American Business Center | Deciding Between a Product or Service Oriented Business
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Deciding Between a Product or Service Oriented Business

14 Jan Deciding Between a Product or Service Oriented Business

When people start playing with the thought of starting their own business, the first thing that needs to come is the idea. What will I do that will make me happy, have demand in the market, and earn me some decent money? The first question that comes up is whether to start a product oriented or a service oriented business.

Today I’d like to shed some light on the main differences between these two, while also pointing out some of the pros and cons of each option.

Product oriented startups rely entirely on selling a “thing” that’s usually the same for everyone. The products stretch from software solutions over interned-based data and analytics to sweaters or cakes. When selling a product, you need to invest a considerable amount of time in product development, and it may take long for the product to actually find its demand to fill. However, once that is settled, you’ll be delivering the same product (with possible upgrades and expansions) as long as the demand lasts and as long as the customer pays. The research and development is an one-time investment, and the rest of the time is spent on marketing and selling the “thing”.

Service oriented startups are businesses that profit from offering human skills, services and expertise for money. Whether it’s house cleaning, construction work, web design, financial consulting or legal representation. The final version of the service is a part of every pre-contract negotiation, and it is subject to a high amount of personalization in order to fill every customer’s specific needs. The selling process starts right after defining your service and finding the first customer. If you’re selling a certain skill, you should dedicate a fair amount of time to practicing and developing said skill to keep up the quality and extend your knowledge.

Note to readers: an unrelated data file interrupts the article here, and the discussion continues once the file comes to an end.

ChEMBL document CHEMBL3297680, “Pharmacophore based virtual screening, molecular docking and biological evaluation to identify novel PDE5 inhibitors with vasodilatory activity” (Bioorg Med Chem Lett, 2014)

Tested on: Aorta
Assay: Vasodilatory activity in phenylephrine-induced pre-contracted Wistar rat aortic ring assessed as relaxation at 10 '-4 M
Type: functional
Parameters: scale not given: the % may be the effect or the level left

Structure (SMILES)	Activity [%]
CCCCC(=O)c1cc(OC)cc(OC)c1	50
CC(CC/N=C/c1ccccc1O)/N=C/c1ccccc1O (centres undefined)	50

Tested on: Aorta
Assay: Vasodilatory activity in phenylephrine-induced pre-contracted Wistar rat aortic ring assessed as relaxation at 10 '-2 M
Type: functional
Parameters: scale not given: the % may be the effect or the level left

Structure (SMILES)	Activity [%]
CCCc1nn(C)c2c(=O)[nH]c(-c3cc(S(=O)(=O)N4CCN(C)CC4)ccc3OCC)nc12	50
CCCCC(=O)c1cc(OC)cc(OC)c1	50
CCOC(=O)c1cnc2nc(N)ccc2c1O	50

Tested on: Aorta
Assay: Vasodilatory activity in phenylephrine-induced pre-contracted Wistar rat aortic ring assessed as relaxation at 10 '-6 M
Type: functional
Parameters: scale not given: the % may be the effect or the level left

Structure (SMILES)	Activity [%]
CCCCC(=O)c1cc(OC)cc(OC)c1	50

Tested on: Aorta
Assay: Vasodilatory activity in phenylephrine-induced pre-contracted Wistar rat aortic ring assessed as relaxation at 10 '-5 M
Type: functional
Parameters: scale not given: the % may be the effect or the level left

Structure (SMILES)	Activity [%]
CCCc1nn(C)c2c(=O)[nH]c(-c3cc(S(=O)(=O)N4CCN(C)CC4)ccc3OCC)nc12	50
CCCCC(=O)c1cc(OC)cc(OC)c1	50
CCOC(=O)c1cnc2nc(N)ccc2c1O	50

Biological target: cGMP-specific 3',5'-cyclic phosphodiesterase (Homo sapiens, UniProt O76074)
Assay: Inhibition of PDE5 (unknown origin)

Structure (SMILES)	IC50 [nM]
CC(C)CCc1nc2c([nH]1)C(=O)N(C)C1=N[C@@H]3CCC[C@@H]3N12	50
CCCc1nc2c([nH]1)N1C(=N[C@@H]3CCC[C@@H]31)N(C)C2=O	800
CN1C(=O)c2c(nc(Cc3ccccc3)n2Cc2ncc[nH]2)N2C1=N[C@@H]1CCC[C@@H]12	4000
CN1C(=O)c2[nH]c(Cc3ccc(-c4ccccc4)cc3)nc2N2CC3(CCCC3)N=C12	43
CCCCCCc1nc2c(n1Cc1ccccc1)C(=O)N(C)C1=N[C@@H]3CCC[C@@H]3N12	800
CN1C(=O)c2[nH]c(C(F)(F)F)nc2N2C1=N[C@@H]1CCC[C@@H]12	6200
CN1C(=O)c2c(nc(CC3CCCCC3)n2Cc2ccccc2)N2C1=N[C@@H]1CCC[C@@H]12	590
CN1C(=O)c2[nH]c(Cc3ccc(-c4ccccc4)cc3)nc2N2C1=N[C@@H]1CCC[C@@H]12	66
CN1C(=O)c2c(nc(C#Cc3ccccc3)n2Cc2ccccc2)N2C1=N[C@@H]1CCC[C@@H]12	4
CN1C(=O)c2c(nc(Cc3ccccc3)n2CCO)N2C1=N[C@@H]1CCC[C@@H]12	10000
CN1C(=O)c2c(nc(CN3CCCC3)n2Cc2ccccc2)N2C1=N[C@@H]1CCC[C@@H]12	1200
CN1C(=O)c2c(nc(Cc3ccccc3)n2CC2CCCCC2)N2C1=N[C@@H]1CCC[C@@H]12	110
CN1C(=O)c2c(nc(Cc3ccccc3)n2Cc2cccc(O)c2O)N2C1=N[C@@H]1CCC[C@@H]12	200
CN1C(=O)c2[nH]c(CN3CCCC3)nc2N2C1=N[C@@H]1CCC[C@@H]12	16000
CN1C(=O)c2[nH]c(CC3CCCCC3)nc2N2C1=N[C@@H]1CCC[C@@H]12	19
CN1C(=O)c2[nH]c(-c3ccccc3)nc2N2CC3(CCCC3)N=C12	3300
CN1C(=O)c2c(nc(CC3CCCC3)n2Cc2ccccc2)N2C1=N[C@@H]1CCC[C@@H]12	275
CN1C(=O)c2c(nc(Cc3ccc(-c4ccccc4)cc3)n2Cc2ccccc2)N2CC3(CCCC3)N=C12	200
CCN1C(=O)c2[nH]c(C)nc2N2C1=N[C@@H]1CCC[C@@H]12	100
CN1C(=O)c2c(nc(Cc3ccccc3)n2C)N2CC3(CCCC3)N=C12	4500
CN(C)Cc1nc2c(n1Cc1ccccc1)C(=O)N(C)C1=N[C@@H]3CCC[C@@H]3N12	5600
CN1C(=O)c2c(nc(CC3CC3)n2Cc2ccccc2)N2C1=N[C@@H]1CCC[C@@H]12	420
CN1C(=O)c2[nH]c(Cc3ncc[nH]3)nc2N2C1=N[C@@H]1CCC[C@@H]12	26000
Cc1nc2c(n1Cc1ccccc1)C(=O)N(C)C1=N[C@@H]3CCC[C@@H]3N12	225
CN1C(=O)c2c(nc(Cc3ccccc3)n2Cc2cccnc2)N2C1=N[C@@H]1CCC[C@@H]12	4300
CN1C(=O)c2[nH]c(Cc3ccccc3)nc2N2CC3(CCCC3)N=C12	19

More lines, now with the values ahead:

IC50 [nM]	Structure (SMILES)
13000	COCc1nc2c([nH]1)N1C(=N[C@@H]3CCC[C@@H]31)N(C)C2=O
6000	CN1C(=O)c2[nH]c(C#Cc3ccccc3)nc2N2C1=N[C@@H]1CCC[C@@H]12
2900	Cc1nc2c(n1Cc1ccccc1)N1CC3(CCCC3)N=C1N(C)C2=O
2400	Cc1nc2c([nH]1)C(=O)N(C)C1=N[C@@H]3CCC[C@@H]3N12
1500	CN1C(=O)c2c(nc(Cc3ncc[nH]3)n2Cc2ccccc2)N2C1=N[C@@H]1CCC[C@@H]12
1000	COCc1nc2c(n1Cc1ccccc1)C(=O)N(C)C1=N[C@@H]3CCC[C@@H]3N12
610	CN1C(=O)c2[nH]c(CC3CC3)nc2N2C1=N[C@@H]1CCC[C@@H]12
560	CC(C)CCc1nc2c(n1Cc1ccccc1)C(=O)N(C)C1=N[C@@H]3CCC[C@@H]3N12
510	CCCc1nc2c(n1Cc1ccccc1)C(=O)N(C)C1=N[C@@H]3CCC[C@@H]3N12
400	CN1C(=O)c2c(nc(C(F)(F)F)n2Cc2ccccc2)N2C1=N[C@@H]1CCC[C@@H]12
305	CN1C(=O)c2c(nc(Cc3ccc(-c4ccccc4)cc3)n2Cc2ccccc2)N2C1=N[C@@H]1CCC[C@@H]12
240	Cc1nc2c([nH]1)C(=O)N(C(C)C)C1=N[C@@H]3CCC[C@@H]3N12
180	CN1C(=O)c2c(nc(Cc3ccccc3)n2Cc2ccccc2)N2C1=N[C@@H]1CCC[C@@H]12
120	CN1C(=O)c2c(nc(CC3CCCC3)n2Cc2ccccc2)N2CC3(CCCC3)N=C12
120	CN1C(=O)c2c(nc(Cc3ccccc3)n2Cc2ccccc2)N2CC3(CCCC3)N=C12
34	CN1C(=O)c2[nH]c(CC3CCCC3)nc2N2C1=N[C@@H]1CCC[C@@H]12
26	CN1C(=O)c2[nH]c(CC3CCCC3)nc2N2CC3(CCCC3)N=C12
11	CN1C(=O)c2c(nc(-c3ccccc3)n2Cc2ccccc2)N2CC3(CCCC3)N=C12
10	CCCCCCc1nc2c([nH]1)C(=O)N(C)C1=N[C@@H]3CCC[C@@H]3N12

Other differences also include the pricing system (single pricing tier vs. customized price based on requirements), the “no” moment (a product can only fill the requirements it was made for, whereas a service can expand and cover more areas), or the sale pattern reusability (a product gets sold to everyone the same way, a service requires a more personal approach for each customer).

Generally, a service oriented business takes less money to start (given you can do the service or know people who can), but it also generally brings a smaller revenue growth.

Product orientation requires a significant investment during the product development, advertising and stabilization period. Product upgrades and improvements also mean a significant cost, plus the risk is higher because a) it takes longer for the business to start earning money due to the high initial costs and b) there’s no guarantee that your product will be a success, regardless how much money you spent on market research beforehand. But if the product catches on, the revenue by far outweighs the initial investment, as this graphic from thehurdlebook.com suggests.

All in all, it’s up to you how you decide; whether you choose the “easier” and more straightforward way of service, even knowing that the sales probably won’t go through the roof but they’ll make a living, or the more adventurous and demanding way of product that requires much more resources, but will reward you with growing success overtime, if you get it right.

American Business Center Staff
jclendenon@theibisnetwork.com